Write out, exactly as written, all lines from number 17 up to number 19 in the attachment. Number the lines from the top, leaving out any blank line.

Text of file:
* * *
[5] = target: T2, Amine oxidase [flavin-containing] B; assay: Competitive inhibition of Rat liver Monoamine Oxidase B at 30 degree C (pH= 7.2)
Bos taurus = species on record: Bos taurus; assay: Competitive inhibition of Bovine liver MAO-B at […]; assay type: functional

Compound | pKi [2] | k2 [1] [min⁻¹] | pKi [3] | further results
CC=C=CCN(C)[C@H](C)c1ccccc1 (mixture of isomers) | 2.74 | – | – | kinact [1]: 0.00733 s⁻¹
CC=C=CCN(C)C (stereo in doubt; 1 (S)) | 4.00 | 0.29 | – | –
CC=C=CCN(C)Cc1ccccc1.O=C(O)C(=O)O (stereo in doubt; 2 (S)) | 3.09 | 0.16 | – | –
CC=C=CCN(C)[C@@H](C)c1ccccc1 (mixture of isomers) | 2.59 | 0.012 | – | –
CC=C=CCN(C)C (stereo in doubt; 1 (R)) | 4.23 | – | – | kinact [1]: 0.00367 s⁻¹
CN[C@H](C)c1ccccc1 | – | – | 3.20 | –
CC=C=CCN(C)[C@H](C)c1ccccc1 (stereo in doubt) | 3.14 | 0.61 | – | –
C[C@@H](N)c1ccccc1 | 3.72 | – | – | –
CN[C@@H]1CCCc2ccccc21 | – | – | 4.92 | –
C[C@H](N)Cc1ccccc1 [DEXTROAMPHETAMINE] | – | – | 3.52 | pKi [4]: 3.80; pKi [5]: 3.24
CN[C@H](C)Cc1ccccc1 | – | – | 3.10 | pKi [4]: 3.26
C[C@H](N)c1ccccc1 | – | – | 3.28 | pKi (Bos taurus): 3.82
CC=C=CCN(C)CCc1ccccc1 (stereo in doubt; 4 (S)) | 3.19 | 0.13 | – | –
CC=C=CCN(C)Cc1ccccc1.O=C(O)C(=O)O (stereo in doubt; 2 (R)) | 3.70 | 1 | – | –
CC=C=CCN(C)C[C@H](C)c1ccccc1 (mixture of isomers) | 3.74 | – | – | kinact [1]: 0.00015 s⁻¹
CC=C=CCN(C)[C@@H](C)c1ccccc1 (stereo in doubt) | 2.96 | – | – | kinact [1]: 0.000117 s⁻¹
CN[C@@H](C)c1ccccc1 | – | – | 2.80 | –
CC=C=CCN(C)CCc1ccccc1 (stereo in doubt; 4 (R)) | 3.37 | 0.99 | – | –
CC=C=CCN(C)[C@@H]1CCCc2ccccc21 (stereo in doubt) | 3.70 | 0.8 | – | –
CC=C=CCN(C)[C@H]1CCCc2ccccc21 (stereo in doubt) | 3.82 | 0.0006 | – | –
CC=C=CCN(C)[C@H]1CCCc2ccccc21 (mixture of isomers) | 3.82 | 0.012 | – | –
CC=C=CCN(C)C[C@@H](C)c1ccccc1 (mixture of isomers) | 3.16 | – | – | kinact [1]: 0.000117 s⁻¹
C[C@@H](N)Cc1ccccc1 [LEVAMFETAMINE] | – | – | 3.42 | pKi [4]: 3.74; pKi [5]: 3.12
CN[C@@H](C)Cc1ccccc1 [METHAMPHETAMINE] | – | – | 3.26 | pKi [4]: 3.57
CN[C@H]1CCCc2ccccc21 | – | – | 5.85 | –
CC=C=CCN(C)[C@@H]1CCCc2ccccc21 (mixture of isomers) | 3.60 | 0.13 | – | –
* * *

CC=C=CCN(C)Cc1ccccc1.O=C(O)C(=O)O (stereo in doubt; 2 (R)) | 3.70 | 1 | – | –
CC=C=CCN(C)C[C@H](C)c1ccccc1 (mixture of isomers) | 3.74 | – | – | kinact [1]: 0.00015 s⁻¹
CC=C=CCN(C)[C@@H](C)c1ccccc1 (stereo in doubt) | 2.96 | – | – | kinact [1]: 0.000117 s⁻¹